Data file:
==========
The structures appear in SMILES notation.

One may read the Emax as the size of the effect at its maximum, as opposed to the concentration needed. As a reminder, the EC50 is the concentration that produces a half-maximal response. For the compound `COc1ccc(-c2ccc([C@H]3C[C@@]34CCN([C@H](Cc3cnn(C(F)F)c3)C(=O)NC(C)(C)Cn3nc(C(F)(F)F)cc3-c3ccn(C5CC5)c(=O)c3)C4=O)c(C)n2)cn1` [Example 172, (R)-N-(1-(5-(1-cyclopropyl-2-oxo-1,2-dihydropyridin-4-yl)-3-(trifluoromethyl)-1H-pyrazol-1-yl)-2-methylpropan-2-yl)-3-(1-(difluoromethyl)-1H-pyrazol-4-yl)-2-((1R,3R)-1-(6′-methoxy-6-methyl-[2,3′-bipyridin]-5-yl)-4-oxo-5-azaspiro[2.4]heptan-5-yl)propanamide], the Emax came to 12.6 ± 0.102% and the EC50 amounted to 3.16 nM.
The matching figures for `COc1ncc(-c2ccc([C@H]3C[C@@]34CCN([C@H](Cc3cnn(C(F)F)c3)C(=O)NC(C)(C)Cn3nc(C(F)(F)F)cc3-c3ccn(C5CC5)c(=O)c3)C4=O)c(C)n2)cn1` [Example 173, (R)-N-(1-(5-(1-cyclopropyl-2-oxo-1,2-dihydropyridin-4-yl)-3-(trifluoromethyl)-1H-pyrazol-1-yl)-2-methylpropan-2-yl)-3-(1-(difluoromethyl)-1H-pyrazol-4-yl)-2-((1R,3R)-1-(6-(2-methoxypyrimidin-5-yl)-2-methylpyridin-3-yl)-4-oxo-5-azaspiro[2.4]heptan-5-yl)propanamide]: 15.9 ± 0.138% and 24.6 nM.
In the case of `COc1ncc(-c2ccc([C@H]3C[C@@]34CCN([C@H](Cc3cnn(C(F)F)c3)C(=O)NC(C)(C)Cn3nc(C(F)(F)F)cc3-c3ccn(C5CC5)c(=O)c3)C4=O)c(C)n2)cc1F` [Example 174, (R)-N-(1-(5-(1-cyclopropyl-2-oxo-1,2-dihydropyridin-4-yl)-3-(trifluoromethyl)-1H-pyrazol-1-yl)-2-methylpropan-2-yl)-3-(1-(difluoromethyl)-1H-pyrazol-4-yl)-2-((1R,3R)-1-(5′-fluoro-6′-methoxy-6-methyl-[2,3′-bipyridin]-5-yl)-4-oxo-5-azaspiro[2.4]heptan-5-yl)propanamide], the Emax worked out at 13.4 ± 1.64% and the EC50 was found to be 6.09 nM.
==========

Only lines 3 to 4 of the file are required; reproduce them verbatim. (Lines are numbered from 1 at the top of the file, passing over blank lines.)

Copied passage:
The matching figures for `COc1ncc(-c2ccc([C@H]3C[C@@]34CCN([C@H](Cc3cnn(C(F)F)c3)C(=O)NC(C)(C)Cn3nc(C(F)(F)F)cc3-c3ccn(C5CC5)c(=O)c3)C4=O)c(C)n2)cn1` [Example 173, (R)-N-(1-(5-(1-cyclopropyl-2-oxo-1,2-dihydropyridin-4-yl)-3-(trifluoromethyl)-1H-pyrazol-1-yl)-2-methylpropan-2-yl)-3-(1-(difluoromethyl)-1H-pyrazol-4-yl)-2-((1R,3R)-1-(6-(2-methoxypyrimidin-5-yl)-2-methylpyridin-3-yl)-4-oxo-5-azaspiro[2.4]heptan-5-yl)propanamide]: 15.9 ± 0.138% and 24.6 nM.
In the case of `COc1ncc(-c2ccc([C@H]3C[C@@]34CCN([C@H](Cc3cnn(C(F)F)c3)C(=O)NC(C)(C)Cn3nc(C(F)(F)F)cc3-c3ccn(C5CC5)c(=O)c3)C4=O)c(C)n2)cc1F` [Example 174, (R)-N-(1-(5-(1-cyclopropyl-2-oxo-1,2-dihydropyridin-4-yl)-3-(trifluoromethyl)-1H-pyrazol-1-yl)-2-methylpropan-2-yl)-3-(1-(difluoromethyl)-1H-pyrazol-4-yl)-2-((1R,3R)-1-(5′-fluoro-6′-methoxy-6-methyl-[2,3′-bipyridin]-5-yl)-4-oxo-5-azaspiro[2.4]heptan-5-yl)propanamide], the Emax worked out at 13.4 ± 1.64% and the EC50 was found to be 6.09 nM.